logo Cambell and LeMoyne
July 31, 2002

Humboldt Park home video

To get a copy of the full 37 minute video and pamphlet (same as text below) contact Mike Wolf,
Email: mistywoof@earthlink.net Phone: 773-227-2138
Post: 1427 N. Artesian 3b, Chicago, IL 60622-1708 USA
Download pdf version of pamphlet by clickin':
outside and inside
"Fire hydrant flushing allows us to eliminate or expel sediments and other solids that might collect in our mains...This is a bi-annual program. Flushing is done by opening fire hydrants and letting the water rush out."
-Passage from Division of Water and Sewer's "Services" page of Harford County, Maryland's Department of Public Works web page. (Perhaps more surprising than the fact that they have a web page is the fact that the Harford Counnty Department of Public Works has an environmental education program. You gotta wanna meet whoever is behind that. See the web page at www.co.ha.md.us/dpw/ws/)

Cambell and LeMoyne, July 31, 2002
This is some semblance of a public presentation of about 37 minutes of video that I shot but chose not to edit. I shot it on a very hot day, July 31, 2002, just up the street from my apartment in Chicago's Humboldt Park neighborhood. During the last leg of my evening commute, the walk form the train to my apartment, I noticed the open hydrant and all of the activity around it. I knew right away that I had to get a closer look, but decided stop home real quick to put on a more comfortable shirt and grab my camera, to make a home video of something that struck me as uncommonly picturesque.

Heat Wave
Eric Klinenberg wrote a book about a natural disaster which happened in Chicago in 1995, a heat wave that killed more than 800 people. Those who died tended to be the elderly and minorities living in low-income nieghborhoods. Throughout the book Klinenberg shows that the growing trends of social isolation and fear were key factors producing this outrageous death toll. Here is a passage from the book, Heat Wave: A Social Autopsy of Disaster in Chicago, describing a local news cast from Thursday, July 13, 1995:

Producers lead the news with footage of the sun setting in a smog-filled sky and radiating the number 104 in burnt-orange figures on the screen. [Anchorman, John] Drury, again at the anchor's desk, noted the record temperarture and warned that "the heat isn't over yet." The cameras skipped to a public swimming pool crammed with dozens of children, then to a street scene of dozens more dancing in the spray of a fire hydrant, one of three thousand...opened that day. The image of young people frolicking in water had already become an emblem for heat wave coverage. It would recur throughout the week, seamlessly woven into video sequences containing shots of dead bodies, exhausted relief workers, city officials, and weather maps to make a surreal mosaic of the steeming city.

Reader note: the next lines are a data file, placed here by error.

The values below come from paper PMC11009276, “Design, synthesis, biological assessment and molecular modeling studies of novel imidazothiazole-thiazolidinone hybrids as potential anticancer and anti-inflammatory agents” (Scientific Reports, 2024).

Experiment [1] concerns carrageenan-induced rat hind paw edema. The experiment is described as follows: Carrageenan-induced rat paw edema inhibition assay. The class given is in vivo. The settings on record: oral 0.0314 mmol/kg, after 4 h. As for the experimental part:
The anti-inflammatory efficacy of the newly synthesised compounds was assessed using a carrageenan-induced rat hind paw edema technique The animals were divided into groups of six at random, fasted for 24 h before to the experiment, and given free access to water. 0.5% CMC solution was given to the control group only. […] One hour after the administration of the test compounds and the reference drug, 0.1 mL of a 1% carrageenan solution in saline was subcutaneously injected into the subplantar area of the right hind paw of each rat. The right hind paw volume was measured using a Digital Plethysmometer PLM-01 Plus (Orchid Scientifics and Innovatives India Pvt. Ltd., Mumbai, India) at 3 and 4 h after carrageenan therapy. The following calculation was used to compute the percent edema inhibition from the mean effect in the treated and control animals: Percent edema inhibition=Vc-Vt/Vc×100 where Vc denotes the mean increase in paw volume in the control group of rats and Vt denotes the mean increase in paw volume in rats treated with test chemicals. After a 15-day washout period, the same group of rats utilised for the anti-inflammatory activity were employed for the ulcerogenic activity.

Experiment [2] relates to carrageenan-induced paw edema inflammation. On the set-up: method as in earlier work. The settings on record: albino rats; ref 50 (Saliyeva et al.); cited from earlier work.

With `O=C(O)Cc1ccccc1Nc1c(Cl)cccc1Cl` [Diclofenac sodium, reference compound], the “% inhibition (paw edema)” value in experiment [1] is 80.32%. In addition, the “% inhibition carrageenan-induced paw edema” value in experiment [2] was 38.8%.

Do The Right Thing

Passage from the screen play, "Do the Right Thing," by Spike Lee (found on the web at "Awesome Scripts and Screenplays" - http://blake.prohosting.com/awsm/script/dotherightthing.txt )


Right now, folks, we're gonna suspend the narrative and show how people are coping with the oppressive heat.

People are taking cold showers.

Sticking faces in ice-cold, water-filled sinks.

Heads stuck in refrigerators.

A wife tells her husband, "Hell no, I'm not cooking. It's too hot. The kitchen is closed."

Men downing six-packs of ice-cold brew.

Faces stuck directly in front of fans.

A young kid cracks an egg on Sal's Cadillac. The moment the egg hits the car hood it starts to cook. The kid looks directly INTO THE CAMERA and smiles, then looks up to see Sal, mad as a motherfucker, chasing after him.

And how can I forget the papers, the newspaper headlines.

New York Post: "A SCORCHER"
New York Daily News: "2 HOT 4 U?"
New York Newsday: "OH BOY! BAKED APPLE"


POW! A powerful gush of water flies out RIGHT AT THE CAMERA.

Ahmad has just turned on the johnny pump and the white stream of water flies across the street.

This attracts all the people of the block. It's a chance to cool off and momentarily beat the killer heat...

Nice Try Though
Despite the efforts of various city authorities, open fire hydrants are not uncommon on hot days in Humboldt Park. Accross the street from my apartment there is a play lot with a fountain designed for kids to play in on hot summer days. It was built partly in the hopes that it would prevent people from opening hydrants on hot days.

Warming Center
From January 25 to February 16, 2001 the Chicago collective, Temporary Services did a project called "Warming Center," during which they opened a downtown office space up to the public, offering hot drinks, snacks, massages, reading materials and conversation--a temporary refuge from the cold. To read more about this check out their webpage, www.temporaryervices.org.

Me and My Neighbors When it comes to my relationship with my neighbors there are probably plenty of things to say. I spend a lot of my time working to get involved and participate in the Chicago art world, it is an all too rare circumstance when these efforts bring me closer to my neighbors. My job, which I seem to need to survive, also takes time that could be spent with my neighbors. In the Summer of 2001 I became a close friend of Michael Martinez, self-appointed neighborhood organizer and gardener. He used to live right down the street, taught me a lot about the neighborhood, and introduced me to a lot my neighbors. Ever since he moved to El Paso I'm struggling to find ways to have direct relationships with my neighbors. Michael told me that when he was young fire fighters from the local station would open hydrants on hot days and supervise the kids as they played in the cooling torrents of water. I miss Michael.